US official set to arrive in Taipei as Washington makes swift use of new Taiwan Travel Act

Alex Wong, deputy assistant secretary of state, expected to meet island’s officials, US business representatives on three-day trip

PUBLISHED : Tuesday, 20 March, 2018, 10:04pm
UPDATED : Tuesday, 20 March, 2018, 10:14pm

In a move that looks certain to raise the ire of Beijing, a senior US official was set to arrive in Taiwan on Tuesday, just days after US President Donald Trump approved a travel bill allowing American representatives to meet their counterparts on the self-ruled island.

Alex Wong, deputy assistant secretary of state in the East Asian and Pacific Affairs Bureau, will visit Taipei from Tuesday to Thursday, after holding meetings in Singapore, according to the American Institute in Taiwan (AIT), an NGO established under the auspices of the US government.

During his trip, Wong will speak at the American Chamber of Commerce’s Hsieh Nien-fan dinner – an annual event at which members of the US business community get to mingle with Taiwanese officials – and hold discussions with local authorities on matters of interest to the two sides, the AIT said, without elaborating.

Beijing ‘strongly dissatisfied’ as Trump signs Taiwan Travel Act

News of Wong’s trip came as the annual meeting of China’s National People’s Congress was wrapping up in Beijing. In his closing speech, President Xi Jinping said that forces leaning towards independence in Taiwan or “any efforts to divide” the self-ruled island would “face the punishment of history”.

The Chinese embassy in Washington said in a statement on Saturday that China was “strongly dissatisfied” with the Taiwan Travel Act, saying it severely violated the one-China principle and the political foundation of the China-US relationship.

Experts on cross-strait relationships said Wong’s visit would be detrimental to ties between Beijing, Washington and Taipei.

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“The Trump administration deliberately arranged for the passing [of the travel act] while Beijing’s leadership was busy at the NPC,” said Professor Li Fei, deputy director of the Taiwan Research Centre at Xiamen University in southeast China’s Fujian province.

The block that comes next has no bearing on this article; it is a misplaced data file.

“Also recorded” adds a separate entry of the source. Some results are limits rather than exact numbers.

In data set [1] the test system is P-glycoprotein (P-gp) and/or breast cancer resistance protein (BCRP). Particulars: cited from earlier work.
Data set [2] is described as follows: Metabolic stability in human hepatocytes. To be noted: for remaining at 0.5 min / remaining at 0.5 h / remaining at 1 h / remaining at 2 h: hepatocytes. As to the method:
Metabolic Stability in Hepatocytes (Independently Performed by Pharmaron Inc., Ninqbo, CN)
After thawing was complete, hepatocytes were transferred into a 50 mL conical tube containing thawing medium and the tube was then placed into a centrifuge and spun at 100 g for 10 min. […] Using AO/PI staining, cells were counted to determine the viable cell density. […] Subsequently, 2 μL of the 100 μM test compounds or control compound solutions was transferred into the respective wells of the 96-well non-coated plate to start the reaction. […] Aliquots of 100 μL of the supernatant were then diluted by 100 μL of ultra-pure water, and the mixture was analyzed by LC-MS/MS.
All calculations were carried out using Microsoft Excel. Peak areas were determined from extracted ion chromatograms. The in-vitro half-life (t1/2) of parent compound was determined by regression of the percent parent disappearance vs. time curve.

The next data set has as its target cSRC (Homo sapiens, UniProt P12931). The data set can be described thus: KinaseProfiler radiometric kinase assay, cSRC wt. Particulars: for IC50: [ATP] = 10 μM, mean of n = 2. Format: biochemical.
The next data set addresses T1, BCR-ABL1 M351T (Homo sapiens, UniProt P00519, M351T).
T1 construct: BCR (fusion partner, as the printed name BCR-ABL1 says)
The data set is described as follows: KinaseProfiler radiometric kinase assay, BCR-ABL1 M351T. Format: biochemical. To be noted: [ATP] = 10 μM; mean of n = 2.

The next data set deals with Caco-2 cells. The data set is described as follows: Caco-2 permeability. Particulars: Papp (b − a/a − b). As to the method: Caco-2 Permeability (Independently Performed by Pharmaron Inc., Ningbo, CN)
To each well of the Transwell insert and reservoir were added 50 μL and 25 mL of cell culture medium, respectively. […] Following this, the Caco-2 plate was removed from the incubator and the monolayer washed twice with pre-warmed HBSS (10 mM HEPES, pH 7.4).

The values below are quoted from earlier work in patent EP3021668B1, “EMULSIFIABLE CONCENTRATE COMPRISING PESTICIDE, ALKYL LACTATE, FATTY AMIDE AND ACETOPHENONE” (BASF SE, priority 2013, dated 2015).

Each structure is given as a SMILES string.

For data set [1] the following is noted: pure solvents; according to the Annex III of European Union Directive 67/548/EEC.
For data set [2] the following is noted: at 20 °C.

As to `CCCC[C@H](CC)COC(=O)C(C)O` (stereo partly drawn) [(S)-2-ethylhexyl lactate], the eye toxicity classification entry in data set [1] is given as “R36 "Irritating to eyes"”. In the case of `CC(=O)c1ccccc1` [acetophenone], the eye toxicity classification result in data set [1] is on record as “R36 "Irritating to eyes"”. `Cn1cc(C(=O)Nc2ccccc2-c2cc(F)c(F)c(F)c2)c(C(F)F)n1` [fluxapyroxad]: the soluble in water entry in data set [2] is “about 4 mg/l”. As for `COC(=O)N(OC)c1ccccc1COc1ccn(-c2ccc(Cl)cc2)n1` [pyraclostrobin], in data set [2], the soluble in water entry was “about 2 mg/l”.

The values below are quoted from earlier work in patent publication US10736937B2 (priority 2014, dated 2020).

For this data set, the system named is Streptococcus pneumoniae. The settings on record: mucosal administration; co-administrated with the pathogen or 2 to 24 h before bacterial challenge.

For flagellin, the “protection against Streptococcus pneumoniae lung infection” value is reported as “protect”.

“Wong’s trip and the bill both come as the US and China are in a stand-off over trade, and that will be a test for Beijing’s leaders,” he said.

The Taiwan Travel Act is the second piece of legislation to be passed on the subject of US-Taiwan relations since Washington severed diplomatic ties with Taipei in 1972 and resumed them with Beijing. The first was the Taiwan Relations Act, which was passed in 1979.

According to the new bill, relations between the US and Taiwan “have suffered from a lack of communication due to the self-imposed restrictions that the United States maintains on high-level visits with Taiwan” since the enactment of the Taiwan Relations Act.

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Officials from the US and Taiwan have met on both sides of the Pacific in the years since 1979, but their visits have been generally low key to avoid diplomatic repercussions. The White House said the new bill would pave the way for more high-level official exchanges with Taipei.

Chiu Jian-ming Chiu from the National Taiwan University of Science and Technology said Wong’s visit was clear evidence that the US planned to make use of the new legislation, but said it was yet to be seen how doing so would affect its relationship with Beijing.

“Trump’s administration has implemented the travel act,” he said. “But its impact will be increased if the White House pushes for more departments to put it into practice.”